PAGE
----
The UN Security Council has been urged to consider sanctions against rebel leaders suspected of organizing mass rapes in the Democratic Republic of Congo.
The deputy head of UN peacekeeping told council members that more than 500 people were raped – including children – by fighters during July and August even though the UN protection force was not far away.
Atul Khare said: “We have also failed. Our actions were not adequate resulting in unacceptable brutalisation of the population of the villages in the area. We must do better.”
Investigators found that 242 people had been raped over several days in a town just 30 kilometres from a UN base in North Kivu.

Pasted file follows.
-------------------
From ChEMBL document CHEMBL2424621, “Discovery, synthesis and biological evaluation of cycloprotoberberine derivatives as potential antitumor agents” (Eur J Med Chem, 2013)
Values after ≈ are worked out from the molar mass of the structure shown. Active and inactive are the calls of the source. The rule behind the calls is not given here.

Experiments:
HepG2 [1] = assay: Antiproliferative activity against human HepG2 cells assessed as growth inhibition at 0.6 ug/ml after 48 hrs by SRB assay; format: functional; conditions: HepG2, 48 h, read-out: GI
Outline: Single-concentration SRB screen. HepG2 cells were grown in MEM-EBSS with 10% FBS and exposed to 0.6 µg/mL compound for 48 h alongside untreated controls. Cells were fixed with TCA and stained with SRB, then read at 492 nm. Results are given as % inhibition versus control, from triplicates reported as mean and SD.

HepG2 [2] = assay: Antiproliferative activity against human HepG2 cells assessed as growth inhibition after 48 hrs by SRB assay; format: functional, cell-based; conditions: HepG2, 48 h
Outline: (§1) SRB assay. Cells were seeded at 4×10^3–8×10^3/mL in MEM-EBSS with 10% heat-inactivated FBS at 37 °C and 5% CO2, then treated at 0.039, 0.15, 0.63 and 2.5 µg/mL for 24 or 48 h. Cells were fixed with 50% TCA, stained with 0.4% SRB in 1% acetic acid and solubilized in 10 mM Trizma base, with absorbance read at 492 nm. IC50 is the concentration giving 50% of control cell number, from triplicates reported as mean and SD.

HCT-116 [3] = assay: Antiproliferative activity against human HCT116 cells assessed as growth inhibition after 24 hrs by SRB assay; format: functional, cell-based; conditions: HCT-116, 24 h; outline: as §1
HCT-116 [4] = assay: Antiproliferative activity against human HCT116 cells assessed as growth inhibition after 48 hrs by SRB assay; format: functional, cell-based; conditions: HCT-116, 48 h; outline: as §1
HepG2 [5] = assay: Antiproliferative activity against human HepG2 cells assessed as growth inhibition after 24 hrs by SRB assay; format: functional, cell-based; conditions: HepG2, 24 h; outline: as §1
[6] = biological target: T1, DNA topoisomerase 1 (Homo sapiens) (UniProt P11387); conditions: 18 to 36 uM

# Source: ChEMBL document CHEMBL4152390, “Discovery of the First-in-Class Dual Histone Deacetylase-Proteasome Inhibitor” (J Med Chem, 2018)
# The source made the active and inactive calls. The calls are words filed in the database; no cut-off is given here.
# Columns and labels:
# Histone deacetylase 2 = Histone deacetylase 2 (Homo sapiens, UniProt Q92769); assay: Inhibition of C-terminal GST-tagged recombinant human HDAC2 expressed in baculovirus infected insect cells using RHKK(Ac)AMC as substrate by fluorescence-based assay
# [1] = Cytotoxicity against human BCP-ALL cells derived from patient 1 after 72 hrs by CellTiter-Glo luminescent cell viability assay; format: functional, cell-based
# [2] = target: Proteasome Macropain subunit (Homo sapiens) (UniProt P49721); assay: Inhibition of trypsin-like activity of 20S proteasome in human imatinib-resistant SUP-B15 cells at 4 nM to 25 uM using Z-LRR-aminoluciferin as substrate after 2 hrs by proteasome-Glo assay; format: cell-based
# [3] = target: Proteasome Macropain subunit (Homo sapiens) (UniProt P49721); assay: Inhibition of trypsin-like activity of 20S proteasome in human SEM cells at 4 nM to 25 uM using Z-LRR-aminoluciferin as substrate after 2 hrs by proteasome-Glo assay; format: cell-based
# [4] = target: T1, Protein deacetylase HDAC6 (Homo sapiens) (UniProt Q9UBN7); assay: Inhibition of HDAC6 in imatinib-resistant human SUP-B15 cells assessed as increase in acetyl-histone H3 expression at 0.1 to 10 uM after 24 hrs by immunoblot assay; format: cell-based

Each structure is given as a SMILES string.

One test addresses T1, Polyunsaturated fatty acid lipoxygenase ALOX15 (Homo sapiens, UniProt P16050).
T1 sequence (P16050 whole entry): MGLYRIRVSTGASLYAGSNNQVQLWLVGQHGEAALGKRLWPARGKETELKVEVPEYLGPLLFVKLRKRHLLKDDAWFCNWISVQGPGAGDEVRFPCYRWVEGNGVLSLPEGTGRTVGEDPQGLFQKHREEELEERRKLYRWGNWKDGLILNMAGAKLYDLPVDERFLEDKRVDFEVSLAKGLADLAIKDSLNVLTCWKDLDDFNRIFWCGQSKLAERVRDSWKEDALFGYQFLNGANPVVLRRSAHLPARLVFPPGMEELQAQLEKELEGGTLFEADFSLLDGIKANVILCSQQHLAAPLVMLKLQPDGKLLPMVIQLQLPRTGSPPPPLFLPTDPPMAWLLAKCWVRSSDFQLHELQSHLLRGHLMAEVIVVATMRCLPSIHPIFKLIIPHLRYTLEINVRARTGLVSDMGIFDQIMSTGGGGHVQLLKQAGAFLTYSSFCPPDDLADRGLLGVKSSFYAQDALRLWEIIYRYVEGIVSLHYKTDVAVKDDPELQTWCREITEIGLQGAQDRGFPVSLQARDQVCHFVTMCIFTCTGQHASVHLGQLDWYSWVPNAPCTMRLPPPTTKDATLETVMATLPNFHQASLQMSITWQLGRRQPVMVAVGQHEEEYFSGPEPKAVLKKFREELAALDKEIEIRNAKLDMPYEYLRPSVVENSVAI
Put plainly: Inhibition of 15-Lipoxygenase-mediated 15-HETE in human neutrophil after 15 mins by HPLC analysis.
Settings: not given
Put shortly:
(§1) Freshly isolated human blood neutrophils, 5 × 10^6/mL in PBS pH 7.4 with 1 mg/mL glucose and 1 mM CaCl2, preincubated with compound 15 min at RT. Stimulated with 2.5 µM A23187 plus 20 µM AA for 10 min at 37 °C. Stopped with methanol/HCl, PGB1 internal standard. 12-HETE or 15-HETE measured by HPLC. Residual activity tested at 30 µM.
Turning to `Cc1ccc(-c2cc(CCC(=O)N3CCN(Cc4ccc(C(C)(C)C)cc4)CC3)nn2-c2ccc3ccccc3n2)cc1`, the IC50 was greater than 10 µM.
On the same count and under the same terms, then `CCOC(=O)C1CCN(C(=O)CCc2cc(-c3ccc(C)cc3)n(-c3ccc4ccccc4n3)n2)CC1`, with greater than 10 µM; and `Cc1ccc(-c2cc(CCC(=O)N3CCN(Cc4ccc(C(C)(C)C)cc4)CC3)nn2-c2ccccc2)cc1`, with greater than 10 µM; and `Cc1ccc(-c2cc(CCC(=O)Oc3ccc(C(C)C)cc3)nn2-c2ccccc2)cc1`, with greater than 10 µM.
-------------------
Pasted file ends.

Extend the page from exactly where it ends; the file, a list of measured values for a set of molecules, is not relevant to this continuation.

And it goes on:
Seven years after a vicious war ended the DRC still has Hutu and Mai Mai militias roaming the east of the country, and Ugandan rebels in the north.
The UN though also found evidence that some rapes had been committed by Congolese government forces too.
The UN’s special envoy on sexual violence said it was part of a broad pattern of systematic rape and pillage.
Security Council members have urged the Congolese government to establish who carried out these attacks.
But Kinshasa’s ambassador to the UN said sanctions on individual Hutu rebels would have no impact on the forces in the forest of eastern Congo.